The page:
For a long time, economic theory didn’t grapple with the difference that identity makes to our experience of the economy. But it’s increasingly impossible to ignore how much things like race, gender, and sexuality play a part in the choices we make and the opportunities we have.¹ And economic theory is next to impossible to apply to the real world when it’s not representative of so many people’s lived experience.
So how does identity come into economics? One example to look at would be the jobs we choose to do. All over the world, our access to the labor market (in other words, the jobs that are available to us) can be limited by our gender and sexuality either by law and by social convention. Certain jobs are associated with certain genders to the point that people’s ability to choose that job is constrained by how it will be perceived by those around them. To take a silly example, the stereotype of the ‘gay hairdresser’ might stop a heterosexual man from becoming a hairdresser, not out of a lack of skill or training but out of fear that people would assume something about his identity based on his economic choice.
An even more fundamental economic choice that’s constrained by our identity is our right to shape economic policy, either by working in government or via the right to vote, depending on the country in question. There are anti-homosexuality laws in 79 countries around the world in 2016, threatening the security of a homosexual person in the workplace and stifling their right to take part in the conversation on what the economy should look like.² There are few places in the world where women could vote before 1900, and the first woman to vote in Saudi Arabia only did so in 2015. People of colour in the United States were only given the legal protections needed to regularly vote in 1965, before which time they had a limited legal say in shaping the economy.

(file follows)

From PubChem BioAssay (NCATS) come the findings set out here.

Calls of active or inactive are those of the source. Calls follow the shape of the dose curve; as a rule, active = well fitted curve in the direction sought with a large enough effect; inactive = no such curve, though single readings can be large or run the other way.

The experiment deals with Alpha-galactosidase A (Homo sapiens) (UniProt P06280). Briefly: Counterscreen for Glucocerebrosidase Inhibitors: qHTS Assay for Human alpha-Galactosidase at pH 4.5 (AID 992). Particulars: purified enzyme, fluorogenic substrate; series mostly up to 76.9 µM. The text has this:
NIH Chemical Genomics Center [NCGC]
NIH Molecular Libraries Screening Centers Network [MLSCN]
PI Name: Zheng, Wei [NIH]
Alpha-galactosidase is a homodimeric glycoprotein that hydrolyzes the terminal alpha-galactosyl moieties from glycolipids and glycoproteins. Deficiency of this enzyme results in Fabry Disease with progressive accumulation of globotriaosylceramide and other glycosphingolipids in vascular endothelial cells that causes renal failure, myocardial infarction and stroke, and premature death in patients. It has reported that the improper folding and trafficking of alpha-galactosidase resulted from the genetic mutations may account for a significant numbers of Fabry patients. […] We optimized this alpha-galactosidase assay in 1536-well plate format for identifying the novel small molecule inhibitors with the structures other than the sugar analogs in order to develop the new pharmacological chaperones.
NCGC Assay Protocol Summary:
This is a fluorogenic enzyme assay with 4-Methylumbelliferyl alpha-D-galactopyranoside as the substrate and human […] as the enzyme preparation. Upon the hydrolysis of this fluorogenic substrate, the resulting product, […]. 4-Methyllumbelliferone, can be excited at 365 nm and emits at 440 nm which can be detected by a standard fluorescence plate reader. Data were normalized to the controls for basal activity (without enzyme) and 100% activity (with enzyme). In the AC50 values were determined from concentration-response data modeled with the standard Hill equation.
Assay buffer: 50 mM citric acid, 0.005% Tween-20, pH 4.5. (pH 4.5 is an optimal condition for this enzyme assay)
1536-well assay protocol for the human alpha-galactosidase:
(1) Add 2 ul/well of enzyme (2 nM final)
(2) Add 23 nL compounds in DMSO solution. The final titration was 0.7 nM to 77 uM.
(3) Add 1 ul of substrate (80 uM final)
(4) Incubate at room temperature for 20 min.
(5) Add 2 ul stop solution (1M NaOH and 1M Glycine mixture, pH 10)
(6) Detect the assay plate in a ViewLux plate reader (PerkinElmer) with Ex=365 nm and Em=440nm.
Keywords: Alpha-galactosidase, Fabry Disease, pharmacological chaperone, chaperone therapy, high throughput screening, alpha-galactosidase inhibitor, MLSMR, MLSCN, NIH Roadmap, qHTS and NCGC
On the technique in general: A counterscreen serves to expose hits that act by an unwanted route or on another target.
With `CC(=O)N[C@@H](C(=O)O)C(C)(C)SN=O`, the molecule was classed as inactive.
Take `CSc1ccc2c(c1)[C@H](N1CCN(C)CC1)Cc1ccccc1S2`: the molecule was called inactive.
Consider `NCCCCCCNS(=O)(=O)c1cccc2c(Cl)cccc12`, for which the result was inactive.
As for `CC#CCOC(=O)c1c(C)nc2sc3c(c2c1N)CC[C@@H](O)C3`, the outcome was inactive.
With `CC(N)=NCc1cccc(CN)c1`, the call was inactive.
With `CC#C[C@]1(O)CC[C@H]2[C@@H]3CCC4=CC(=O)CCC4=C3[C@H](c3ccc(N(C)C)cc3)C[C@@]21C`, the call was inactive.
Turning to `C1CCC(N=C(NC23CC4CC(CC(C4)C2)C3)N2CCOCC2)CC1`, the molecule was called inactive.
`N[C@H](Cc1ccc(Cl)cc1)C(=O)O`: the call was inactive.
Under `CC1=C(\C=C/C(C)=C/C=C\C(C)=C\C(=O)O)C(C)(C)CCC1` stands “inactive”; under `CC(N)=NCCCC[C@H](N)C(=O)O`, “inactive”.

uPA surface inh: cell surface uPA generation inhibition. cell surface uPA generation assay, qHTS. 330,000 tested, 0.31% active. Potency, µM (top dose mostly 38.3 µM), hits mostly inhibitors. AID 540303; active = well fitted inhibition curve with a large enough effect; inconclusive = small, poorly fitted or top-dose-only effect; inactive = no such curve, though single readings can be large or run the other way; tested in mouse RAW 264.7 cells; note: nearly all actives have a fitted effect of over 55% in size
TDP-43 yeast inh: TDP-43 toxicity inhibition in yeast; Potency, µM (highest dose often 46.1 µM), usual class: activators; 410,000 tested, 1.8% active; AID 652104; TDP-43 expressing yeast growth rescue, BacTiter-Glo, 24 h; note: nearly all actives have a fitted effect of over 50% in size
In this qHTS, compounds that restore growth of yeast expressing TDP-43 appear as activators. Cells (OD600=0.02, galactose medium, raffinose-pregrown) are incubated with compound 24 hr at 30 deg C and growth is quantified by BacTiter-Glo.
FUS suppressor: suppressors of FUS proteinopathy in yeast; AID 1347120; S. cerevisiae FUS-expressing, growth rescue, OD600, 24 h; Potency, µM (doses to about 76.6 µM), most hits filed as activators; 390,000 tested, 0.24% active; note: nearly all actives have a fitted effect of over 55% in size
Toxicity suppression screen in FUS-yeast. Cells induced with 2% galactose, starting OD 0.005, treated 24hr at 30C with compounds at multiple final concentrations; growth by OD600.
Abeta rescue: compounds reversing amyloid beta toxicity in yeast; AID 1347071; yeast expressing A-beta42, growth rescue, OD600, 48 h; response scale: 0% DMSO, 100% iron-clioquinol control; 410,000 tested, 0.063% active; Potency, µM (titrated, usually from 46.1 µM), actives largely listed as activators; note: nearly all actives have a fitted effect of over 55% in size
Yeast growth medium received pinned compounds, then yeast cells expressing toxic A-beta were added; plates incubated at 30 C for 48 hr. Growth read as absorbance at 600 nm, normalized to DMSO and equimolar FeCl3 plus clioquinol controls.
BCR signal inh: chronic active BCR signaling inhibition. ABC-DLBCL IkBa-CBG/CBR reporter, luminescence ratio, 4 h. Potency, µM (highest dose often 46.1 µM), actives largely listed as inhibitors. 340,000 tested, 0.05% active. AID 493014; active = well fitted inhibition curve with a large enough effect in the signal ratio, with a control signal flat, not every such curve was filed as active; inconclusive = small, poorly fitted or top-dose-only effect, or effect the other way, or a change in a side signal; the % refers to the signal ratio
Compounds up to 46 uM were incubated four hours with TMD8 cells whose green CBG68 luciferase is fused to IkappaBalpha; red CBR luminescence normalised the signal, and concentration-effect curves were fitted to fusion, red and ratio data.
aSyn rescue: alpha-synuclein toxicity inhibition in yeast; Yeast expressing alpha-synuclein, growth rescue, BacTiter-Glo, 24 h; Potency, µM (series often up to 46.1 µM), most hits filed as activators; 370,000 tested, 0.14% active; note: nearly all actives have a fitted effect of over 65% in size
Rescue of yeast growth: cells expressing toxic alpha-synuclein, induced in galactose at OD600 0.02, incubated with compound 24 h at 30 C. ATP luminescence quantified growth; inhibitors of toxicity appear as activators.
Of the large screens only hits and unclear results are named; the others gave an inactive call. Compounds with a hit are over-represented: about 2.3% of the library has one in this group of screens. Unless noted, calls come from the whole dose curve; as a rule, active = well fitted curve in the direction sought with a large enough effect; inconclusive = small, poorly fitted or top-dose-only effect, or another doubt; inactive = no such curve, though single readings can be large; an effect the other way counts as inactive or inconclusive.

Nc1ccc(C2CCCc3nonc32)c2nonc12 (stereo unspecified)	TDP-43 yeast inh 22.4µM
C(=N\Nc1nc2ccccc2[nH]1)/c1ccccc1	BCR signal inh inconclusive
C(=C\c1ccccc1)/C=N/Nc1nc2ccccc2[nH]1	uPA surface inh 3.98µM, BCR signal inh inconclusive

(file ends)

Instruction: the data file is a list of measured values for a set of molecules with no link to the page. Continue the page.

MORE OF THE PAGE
These are only a few of many more examples of how identity affects our position in the economy.³⁴ We’ll never live in a world where this connection disappears, and if we see the economy as just one part of a much more complex society, then there’s no reason why identity and economics shouldn’t overlap. But to understand economics, we’ll need to understand and embrace the fact that our identities can’t be disconnected from our economic experiences.